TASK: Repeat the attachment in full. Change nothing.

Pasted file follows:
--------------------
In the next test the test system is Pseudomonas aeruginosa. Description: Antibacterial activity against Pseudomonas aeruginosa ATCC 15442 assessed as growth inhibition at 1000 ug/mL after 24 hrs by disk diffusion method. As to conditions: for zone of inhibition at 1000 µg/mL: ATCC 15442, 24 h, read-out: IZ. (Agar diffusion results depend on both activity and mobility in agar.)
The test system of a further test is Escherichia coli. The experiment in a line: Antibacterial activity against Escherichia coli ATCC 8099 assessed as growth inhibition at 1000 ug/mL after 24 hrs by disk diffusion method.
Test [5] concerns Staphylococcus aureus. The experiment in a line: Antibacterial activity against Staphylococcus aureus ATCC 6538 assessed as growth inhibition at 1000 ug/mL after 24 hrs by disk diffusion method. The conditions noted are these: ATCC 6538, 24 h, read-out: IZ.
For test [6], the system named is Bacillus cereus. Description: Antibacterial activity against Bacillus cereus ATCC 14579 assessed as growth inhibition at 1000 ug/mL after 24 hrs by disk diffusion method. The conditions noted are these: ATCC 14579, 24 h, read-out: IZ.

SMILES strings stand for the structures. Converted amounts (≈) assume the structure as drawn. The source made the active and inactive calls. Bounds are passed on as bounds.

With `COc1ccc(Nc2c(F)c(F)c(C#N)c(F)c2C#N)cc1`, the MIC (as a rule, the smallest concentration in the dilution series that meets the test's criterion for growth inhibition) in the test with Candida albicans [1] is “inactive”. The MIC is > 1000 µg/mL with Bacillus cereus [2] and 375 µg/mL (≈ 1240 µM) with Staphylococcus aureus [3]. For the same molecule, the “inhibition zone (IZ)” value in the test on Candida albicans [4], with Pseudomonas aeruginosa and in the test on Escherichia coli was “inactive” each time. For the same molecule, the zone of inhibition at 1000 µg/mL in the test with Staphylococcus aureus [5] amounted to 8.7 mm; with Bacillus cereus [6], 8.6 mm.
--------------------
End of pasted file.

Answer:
In the next test the test system is Pseudomonas aeruginosa. Description: Antibacterial activity against Pseudomonas aeruginosa ATCC 15442 assessed as growth inhibition at 1000 ug/mL after 24 hrs by disk diffusion method. As to conditions: for zone of inhibition at 1000 µg/mL: ATCC 15442, 24 h, read-out: IZ. (Agar diffusion results depend on both activity and mobility in agar.)
The test system of a further test is Escherichia coli. The experiment in a line: Antibacterial activity against Escherichia coli ATCC 8099 assessed as growth inhibition at 1000 ug/mL after 24 hrs by disk diffusion method.
Test [5] concerns Staphylococcus aureus. The experiment in a line: Antibacterial activity against Staphylococcus aureus ATCC 6538 assessed as growth inhibition at 1000 ug/mL after 24 hrs by disk diffusion method. The conditions noted are these: ATCC 6538, 24 h, read-out: IZ.
For test [6], the system named is Bacillus cereus. Description: Antibacterial activity against Bacillus cereus ATCC 14579 assessed as growth inhibition at 1000 ug/mL after 24 hrs by disk diffusion method. The conditions noted are these: ATCC 14579, 24 h, read-out: IZ.

SMILES strings stand for the structures. Converted amounts (≈) assume the structure as drawn. The source made the active and inactive calls. Bounds are passed on as bounds.

With `COc1ccc(Nc2c(F)c(F)c(C#N)c(F)c2C#N)cc1`, the MIC (as a rule, the smallest concentration in the dilution series that meets the test's criterion for growth inhibition) in the test with Candida albicans [1] is “inactive”. The MIC is > 1000 µg/mL with Bacillus cereus [2] and 375 µg/mL (≈ 1240 µM) with Staphylococcus aureus [3]. For the same molecule, the “inhibition zone (IZ)” value in the test on Candida albicans [4], with Pseudomonas aeruginosa and in the test on Escherichia coli was “inactive” each time. For the same molecule, the zone of inhibition at 1000 µg/mL in the test with Staphylococcus aureus [5] amounted to 8.7 mm; with Bacillus cereus [6], 8.6 mm.